As the region gears up for the implementation of the ASEAN Economic Community this year, 3D design solutions provider, Autodesk Inc. today highlights the role of 3D design technology in driving business competitiveness and efficiency among players in the Philippines – specifically those in the manufacturing sector.
The Philippines’ manufacturing industry is consistently one of the biggest economic contributors to its gross domestic product. Moreover, the Philippine government sees that other state and economically inherent features within the country such as the Filipinos’ creative and linguistic skills set and the current inflow of foreign investments provide sufficient advantages to the country, bringing it the potential to become a manufacturing hub.
One of the local manufacturers that have leveraged Autodesk’s 3D design and simulation solutions and to drive its business is Integrated Microelectronics Inc. (IM).
In connection to pushing the boundaries in the manufacturing industry, Autodesk also showcased pioneering technologies that are changing the way customers design and make products. This includes:
Autodesk’s first 3D printer, Autodesk Ember
Autodesk Ember serves as a reference implementation for Spark, which is an open software platform for 3D printing that makes it more reliable yet simpler to print 3D models, and easier to control how that model is actually printed.
Autodesk has made Ember’s mechanical designs, schematics, firmware and even the recipe for the resin it uses are open source to help spur innovation in 3D printing industry. Together, Ember and Spark set a new benchmark for the 3D printing user experience, and form the building blocks that product designers, hardware manufacturers, software developers and materials scientists can use to continue to explore the limits of 3D printing technology.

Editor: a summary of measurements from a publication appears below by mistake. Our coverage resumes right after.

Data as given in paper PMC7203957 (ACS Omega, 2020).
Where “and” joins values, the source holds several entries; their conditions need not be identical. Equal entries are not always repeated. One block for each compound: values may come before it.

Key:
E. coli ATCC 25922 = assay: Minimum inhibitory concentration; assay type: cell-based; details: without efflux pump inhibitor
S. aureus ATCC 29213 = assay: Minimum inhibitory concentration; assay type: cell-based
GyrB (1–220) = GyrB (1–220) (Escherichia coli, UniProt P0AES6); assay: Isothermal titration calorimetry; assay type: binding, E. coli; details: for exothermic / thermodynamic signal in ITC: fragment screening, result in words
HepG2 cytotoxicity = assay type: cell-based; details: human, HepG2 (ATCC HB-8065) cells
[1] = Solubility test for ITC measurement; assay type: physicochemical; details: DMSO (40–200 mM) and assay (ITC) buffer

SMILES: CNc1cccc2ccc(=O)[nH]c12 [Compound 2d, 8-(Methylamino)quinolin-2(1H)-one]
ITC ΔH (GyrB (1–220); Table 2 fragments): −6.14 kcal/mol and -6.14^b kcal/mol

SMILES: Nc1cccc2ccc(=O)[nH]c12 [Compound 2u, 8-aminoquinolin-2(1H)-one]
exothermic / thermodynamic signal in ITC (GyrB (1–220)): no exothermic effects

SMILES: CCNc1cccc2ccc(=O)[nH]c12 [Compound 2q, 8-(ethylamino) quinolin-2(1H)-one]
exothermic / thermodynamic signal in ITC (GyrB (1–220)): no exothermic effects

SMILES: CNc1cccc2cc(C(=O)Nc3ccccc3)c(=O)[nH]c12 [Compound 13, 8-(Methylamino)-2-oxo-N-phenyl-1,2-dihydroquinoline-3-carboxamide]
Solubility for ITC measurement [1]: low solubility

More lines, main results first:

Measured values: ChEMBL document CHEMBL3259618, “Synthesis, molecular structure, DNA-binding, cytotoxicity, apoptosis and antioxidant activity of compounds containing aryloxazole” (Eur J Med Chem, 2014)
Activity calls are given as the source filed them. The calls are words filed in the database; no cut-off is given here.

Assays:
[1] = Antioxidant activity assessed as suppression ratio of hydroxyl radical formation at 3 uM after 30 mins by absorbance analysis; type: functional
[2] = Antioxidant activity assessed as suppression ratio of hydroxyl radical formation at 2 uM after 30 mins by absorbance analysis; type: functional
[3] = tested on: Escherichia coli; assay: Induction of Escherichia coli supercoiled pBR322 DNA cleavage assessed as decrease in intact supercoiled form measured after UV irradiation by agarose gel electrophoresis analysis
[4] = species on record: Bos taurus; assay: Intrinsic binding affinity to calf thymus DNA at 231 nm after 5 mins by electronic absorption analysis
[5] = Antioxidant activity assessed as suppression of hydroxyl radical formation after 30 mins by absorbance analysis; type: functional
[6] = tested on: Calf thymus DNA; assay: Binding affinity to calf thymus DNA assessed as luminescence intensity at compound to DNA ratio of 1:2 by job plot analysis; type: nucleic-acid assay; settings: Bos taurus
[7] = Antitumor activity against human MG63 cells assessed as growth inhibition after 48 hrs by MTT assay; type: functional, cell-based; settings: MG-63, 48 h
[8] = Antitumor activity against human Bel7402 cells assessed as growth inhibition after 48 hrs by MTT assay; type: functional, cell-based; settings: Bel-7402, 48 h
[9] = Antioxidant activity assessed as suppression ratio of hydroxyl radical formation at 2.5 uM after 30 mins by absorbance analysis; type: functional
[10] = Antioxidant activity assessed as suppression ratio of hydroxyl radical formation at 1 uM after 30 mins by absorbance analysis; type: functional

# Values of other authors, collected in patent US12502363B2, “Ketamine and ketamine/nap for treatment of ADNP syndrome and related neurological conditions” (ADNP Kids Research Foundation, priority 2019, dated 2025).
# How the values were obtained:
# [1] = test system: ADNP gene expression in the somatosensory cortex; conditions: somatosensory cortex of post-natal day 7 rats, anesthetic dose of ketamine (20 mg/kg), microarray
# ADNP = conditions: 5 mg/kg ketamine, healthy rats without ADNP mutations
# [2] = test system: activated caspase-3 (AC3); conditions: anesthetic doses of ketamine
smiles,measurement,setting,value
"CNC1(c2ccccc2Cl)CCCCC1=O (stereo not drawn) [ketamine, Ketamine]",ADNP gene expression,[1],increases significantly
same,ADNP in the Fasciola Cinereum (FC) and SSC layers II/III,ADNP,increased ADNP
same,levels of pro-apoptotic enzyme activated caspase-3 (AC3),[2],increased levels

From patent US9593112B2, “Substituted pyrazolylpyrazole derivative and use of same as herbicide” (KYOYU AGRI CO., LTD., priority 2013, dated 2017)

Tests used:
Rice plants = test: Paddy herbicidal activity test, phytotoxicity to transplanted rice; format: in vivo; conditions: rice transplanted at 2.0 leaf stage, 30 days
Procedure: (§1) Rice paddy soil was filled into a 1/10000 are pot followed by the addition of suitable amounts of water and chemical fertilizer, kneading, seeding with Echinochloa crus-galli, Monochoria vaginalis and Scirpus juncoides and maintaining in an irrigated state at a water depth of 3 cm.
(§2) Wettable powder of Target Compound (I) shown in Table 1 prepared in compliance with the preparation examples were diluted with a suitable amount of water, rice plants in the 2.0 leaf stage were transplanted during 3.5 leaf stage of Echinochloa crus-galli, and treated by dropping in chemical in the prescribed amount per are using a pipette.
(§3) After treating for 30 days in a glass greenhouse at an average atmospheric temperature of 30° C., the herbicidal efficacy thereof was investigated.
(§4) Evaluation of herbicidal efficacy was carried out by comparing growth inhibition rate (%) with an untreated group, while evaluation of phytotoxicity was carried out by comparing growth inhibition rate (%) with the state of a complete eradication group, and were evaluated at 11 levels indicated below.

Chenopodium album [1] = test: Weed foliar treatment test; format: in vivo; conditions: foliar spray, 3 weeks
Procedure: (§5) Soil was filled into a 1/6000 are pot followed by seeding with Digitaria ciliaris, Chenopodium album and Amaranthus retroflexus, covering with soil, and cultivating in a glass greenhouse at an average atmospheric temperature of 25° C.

Autodesk VRED for the automotive industry
Autodesk VRED enables the automotive industry to create high-quality visualizations for use, from conceptual design to design review to engineering. When an engineer dons a virtual reality viewer or headset after loading up the virtual environment of a vehicle in development that’s created in Autodesk VRED, they can see full-scale, 3D images of a vehicle in development in an experience almost indistinguishable from a real vehicle. This enables them to make better decisions based on realistic parameters, and significantly reduce the number of physical prototypes needed. Automakers can also leverage these virtual models to let customers see their preferred car configurations, complete with custom colors and interiors, before the vehicle has even been manufactured.
“This is the next phase of the industrial revolution and we are committed to helping accelerate adoption of advanced 3D design technology in the Philippines so that our customers can not only be more competitive locally, but also make their mark in the international arena,” concludes Tiu.